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Primary biliary cirrhosis (PBC) is a chronic inflammation of the bile ducts inside the liver. The irritation and swelling causes blockage of the bile ducts which eventually damages the liver.
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If you suspect you have PBC, you should work with your doctor to begin treatment as soon as possible. Most people with PBC live full lives for many years after being diagnosed. The long-term prognosis is best for those who work closely with their doctors to slow the progression of the disease and to treat its symptoms.
The exact cause or causes of PBC are unknown. However, because 95% of patients have autoantibodies known as mitochondrial antibodies in their blood, doctors believe it is an autoimmune disease.
A risk factor is something that increases your chance of getting a disease or condition.
Risk factors include:
- Gender: Women are nearly ten times as likely as men to develop PBC.
- Family History: If someone in your family has PBC, your have a slightly higher risk.
- Viral hepatitis: Both hepatitis B and C have also shown to be contributing factors.
If anyone in your family has been diagnosed with PBC, or has other liver problems, or if you have hepatitis B or C, tell your doctor.
Symptoms If you experience any of these symptoms do not assume it is due to PBC. These symptoms may be caused by other, less serious health conditions: Itchy skinFatigueJaundice (yellowing of the skin and/or eyes) Abdominal painSwelling of the abdomen, especially on the lower rightJoint and skin problems (experienced by some patients) DiagnosisYour doctor will ask about your symptoms and medical history, and perform a physical exam. Tests may include the following: Blood testto determine liver enzyme levels in the blood and to look for mitochondrial antibodies or signs of hepatitis B or CEndoscopic retrograde cholangiopancreatography (ERCP)x-ray of the bile ducts to determine the cause and extent of the blockage. To x-ray the bile ducts, a narrow, flexible scope is inserted into the mouth, reaching into the stomach and the small intestine. A thin tube is then placed into the scope to inject dye into the bile ducts so they will be highlighted on the x-ray. To confirm a diagnosis, your doctor may order a liver biopsy , in which a sample of liver tissue is removed and examined to determine how much damage has occurred. A liver biopsy is performed under light sedation, usually as an outpatient procedure. A needle is inserted through the skin and into the liver, or through a catheter inserted in a vein and into the liver, to obtain a small tissue sample.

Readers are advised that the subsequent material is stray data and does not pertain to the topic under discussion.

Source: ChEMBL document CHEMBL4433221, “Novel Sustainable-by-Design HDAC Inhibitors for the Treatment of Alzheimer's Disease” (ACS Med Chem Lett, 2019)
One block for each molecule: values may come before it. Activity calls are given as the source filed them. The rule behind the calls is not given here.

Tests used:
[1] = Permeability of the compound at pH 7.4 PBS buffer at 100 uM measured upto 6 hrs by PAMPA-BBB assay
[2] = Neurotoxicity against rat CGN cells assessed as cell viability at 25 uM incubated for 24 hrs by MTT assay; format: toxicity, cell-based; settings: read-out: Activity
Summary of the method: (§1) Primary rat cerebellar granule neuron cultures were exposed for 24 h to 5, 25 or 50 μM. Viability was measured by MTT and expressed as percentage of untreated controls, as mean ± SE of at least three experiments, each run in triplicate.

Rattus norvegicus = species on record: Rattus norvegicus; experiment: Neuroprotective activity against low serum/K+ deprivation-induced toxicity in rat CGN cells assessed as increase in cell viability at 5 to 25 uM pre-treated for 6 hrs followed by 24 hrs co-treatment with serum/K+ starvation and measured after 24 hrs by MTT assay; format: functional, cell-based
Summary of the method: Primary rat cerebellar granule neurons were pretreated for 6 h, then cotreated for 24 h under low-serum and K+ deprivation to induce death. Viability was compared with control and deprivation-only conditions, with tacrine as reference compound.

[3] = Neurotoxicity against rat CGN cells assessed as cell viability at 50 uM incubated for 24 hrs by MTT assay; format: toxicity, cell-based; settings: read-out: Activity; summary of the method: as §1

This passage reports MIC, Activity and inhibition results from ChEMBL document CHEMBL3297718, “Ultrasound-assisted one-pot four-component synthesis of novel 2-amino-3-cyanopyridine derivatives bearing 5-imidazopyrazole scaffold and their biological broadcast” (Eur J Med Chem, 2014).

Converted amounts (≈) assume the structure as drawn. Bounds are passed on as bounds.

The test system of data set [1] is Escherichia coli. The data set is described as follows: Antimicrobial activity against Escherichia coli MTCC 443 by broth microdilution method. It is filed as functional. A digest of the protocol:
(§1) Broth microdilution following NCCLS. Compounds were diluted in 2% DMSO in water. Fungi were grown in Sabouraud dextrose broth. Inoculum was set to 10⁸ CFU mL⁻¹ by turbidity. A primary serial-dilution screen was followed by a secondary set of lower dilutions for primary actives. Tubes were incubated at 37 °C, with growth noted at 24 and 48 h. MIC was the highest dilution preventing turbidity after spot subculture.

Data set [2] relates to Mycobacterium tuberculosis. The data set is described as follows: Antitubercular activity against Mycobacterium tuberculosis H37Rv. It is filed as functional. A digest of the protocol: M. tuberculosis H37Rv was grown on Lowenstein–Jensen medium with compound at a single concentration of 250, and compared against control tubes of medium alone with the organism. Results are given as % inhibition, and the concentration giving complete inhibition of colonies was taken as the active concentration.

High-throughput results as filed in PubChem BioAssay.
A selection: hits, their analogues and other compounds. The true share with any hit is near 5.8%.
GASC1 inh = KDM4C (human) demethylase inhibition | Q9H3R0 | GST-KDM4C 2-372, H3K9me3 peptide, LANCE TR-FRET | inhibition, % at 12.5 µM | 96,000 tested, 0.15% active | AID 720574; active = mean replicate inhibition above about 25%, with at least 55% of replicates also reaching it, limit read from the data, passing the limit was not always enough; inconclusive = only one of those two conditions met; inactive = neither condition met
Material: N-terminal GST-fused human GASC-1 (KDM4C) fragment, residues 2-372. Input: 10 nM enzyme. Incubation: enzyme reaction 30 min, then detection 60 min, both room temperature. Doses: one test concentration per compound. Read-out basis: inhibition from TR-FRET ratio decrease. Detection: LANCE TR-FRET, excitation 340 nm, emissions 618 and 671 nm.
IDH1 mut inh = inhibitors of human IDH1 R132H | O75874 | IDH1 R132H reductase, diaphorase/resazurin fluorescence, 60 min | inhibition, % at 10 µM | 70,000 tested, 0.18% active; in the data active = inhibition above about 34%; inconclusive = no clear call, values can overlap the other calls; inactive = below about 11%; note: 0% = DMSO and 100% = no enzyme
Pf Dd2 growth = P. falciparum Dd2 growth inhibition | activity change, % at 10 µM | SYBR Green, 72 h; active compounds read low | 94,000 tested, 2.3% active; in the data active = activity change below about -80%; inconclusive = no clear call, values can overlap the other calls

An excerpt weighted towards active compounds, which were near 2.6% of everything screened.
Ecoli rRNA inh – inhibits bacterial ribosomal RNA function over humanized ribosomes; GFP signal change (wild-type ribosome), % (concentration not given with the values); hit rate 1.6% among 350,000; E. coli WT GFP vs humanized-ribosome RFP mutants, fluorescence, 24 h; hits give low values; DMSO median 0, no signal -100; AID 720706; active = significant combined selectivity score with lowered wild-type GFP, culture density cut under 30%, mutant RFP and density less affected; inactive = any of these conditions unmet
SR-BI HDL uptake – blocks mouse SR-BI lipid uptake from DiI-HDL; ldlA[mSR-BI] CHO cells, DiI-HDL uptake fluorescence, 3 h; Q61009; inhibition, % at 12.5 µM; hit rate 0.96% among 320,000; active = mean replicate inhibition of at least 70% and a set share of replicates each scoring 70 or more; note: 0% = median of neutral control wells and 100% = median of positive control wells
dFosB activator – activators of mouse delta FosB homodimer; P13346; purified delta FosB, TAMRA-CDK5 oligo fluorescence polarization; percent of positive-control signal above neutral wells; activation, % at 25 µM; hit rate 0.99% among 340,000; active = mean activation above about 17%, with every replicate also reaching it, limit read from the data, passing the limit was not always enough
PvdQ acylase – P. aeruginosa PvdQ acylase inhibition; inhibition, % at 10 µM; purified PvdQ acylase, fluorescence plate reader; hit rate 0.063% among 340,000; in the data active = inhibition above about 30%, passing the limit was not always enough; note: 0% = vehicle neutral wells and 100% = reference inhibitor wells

TreatmentTalk with your doctor about the best treatment plan for you. Although there is no known cure for PBC, a variety of treatments may alleviate symptoms, slow the progression of liver damage, and reduce the possibility of complications.Treatment may include: Medications Medications may include: Cholestyramine (Questran) and/or colestipol (Colestid)to control itchingUrsodeoxycholic acid (URSO 250 or Actigall)if your doctor believes it can slow the progression of your disease Vitamin SupplementsMost doctors prescribe, or recommend PBC patients take vitamin supplements, particularly vitamins A, D, K, and calcium, because natural forms of these vitamins cannot be absorbed properly when there is too little bile in the intestines. Liver Transplant Once liver damage has become severe, a liver transplant is recommended for patients with PBC. PreventionTo help reduce your chances of getting PBC, you should maintain good health, especially following a balanced diet to maintain a healthy weight and good cholesterol levels. You should also avoid excessive alcohol to protect your livers function. RESOURCES: American Liver Foundationhttp://www.liverfoundation.org National Institute of Diabetes & Digestive & Kidney Diseases
http://www.digestive.niddk.nih.gov Primary Biliary Cirrhosis Organizationhttp://www.pbcers.org CANADIAN RESOURCES: Canadian Digestive Health Foundationhttp://www.cdhf.ca Canadian Liver Foundationhttp://www.liver.ca References: Biopsy of the liver. Merck Manual Second Home Edition website. Available at: www.merck.com/mmhe/sec10/ch134.ch134c.html . Accessed September 21, 2005. Heathcote JE. Management of primary biliary cirrhosis. Hepatology . 2000;31:1005-1013. Available at: http://www3.interscience.wiley.com/cgi-bin/abstract/106596779/abstract . Accessed September 21, 2005. Metcalf JV, Howel D, James OFW, Bhopal R. Primary biliary cirrhosis: epidemiology helping the clinician. Br Med J . 1996;312:1181-1182. Available at: http://bmj.bmjjournals.com/cgi/content/full/312/7040/1181 . Accessed September 21, 2005. Poupon RE, Balkau B, Eschwege E, Poupon R. A multicenter, controlled trial of ursodiol for the treatment of primary biliary cirrhosis. UDCA-BPC Study Group. N Engl J Med . 1991; 324:1548-1554. Worman MD, Howard J. What is primary biliary cirrhosis (PBC)? Columbia University Medical School Gastroenterology Lab website. Available at: http://cpmcnet.columbia.edu/dept/gi/PBC.html . Accessed September 21, 2005. Last reviewed January 2008 by Daus Mahnke, MDPlease be aware that this information is provided to supplement the care provided by your physician. It is neither intended nor implied to be a substitute for professional medical advice. CALL YOUR HEALTHCARE PROVIDER IMMEDIATELY IF YOU THINK YOU MAY HAVE A MEDICAL EMERGENCY. Always seek the advice of your physician or other qualified health provider prior to starting any new treatment or with any questions you may have regarding a medical condition.